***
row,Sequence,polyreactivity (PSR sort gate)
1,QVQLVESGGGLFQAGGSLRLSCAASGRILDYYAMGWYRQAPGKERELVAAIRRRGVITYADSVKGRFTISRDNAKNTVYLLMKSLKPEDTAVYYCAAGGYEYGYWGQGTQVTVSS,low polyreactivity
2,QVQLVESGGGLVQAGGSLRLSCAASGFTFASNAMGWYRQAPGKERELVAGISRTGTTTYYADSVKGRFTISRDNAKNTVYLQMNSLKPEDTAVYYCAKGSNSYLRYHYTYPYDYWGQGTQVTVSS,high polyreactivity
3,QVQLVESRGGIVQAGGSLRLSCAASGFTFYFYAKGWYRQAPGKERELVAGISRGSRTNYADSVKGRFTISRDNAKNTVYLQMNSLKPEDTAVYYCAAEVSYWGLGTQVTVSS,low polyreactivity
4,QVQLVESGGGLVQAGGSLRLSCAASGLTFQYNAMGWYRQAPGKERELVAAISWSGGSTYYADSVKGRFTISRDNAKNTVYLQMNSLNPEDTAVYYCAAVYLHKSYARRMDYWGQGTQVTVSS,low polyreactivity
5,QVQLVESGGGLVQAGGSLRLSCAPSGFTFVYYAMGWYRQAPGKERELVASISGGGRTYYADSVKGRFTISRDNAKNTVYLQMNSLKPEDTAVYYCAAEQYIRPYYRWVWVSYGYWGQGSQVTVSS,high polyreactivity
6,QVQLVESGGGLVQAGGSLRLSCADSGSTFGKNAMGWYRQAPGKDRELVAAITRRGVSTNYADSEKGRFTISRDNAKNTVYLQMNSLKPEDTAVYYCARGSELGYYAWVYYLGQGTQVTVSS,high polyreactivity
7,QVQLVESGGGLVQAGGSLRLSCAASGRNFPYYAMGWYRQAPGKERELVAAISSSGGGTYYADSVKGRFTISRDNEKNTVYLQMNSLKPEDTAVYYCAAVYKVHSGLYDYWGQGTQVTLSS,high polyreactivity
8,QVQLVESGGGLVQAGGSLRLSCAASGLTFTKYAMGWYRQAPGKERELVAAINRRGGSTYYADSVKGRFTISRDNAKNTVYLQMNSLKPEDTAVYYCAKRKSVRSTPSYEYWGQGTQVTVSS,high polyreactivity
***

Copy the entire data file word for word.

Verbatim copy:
row,Sequence,polyreactivity (PSR sort gate)
1,QVQLVESGGGLFQAGGSLRLSCAASGRILDYYAMGWYRQAPGKERELVAAIRRRGVITYADSVKGRFTISRDNAKNTVYLLMKSLKPEDTAVYYCAAGGYEYGYWGQGTQVTVSS,low polyreactivity
2,QVQLVESGGGLVQAGGSLRLSCAASGFTFASNAMGWYRQAPGKERELVAGISRTGTTTYYADSVKGRFTISRDNAKNTVYLQMNSLKPEDTAVYYCAKGSNSYLRYHYTYPYDYWGQGTQVTVSS,high polyreactivity
3,QVQLVESRGGIVQAGGSLRLSCAASGFTFYFYAKGWYRQAPGKERELVAGISRGSRTNYADSVKGRFTISRDNAKNTVYLQMNSLKPEDTAVYYCAAEVSYWGLGTQVTVSS,low polyreactivity
4,QVQLVESGGGLVQAGGSLRLSCAASGLTFQYNAMGWYRQAPGKERELVAAISWSGGSTYYADSVKGRFTISRDNAKNTVYLQMNSLNPEDTAVYYCAAVYLHKSYARRMDYWGQGTQVTVSS,low polyreactivity
5,QVQLVESGGGLVQAGGSLRLSCAPSGFTFVYYAMGWYRQAPGKERELVASISGGGRTYYADSVKGRFTISRDNAKNTVYLQMNSLKPEDTAVYYCAAEQYIRPYYRWVWVSYGYWGQGSQVTVSS,high polyreactivity
6,QVQLVESGGGLVQAGGSLRLSCADSGSTFGKNAMGWYRQAPGKDRELVAAITRRGVSTNYADSEKGRFTISRDNAKNTVYLQMNSLKPEDTAVYYCARGSELGYYAWVYYLGQGTQVTVSS,high polyreactivity
7,QVQLVESGGGLVQAGGSLRLSCAASGRNFPYYAMGWYRQAPGKERELVAAISSSGGGTYYADSVKGRFTISRDNEKNTVYLQMNSLKPEDTAVYYCAAVYKVHSGLYDYWGQGTQVTLSS,high polyreactivity
8,QVQLVESGGGLVQAGGSLRLSCAASGLTFTKYAMGWYRQAPGKERELVAAINRRGGSTYYADSVKGRFTISRDNAKNTVYLQMNSLKPEDTAVYYCAKRKSVRSTPSYEYWGQGTQVTVSS,high polyreactivity